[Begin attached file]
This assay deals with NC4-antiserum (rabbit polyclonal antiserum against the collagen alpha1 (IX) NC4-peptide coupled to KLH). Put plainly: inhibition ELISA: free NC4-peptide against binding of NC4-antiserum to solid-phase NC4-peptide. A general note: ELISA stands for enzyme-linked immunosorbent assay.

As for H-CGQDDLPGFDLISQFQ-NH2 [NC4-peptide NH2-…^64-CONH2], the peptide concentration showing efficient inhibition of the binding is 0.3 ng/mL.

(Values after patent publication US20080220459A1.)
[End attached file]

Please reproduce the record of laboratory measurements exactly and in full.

This assay deals with NC4-antiserum (rabbit polyclonal antiserum against the collagen alpha1 (IX) NC4-peptide coupled to KLH). Put plainly: inhibition ELISA: free NC4-peptide against binding of NC4-antiserum to solid-phase NC4-peptide. A general note: ELISA stands for enzyme-linked immunosorbent assay.

As for H-CGQDDLPGFDLISQFQ-NH2 [NC4-peptide NH2-…^64-CONH2], the peptide concentration showing efficient inhibition of the binding is 0.3 ng/mL.

(Values after patent publication US20080220459A1.)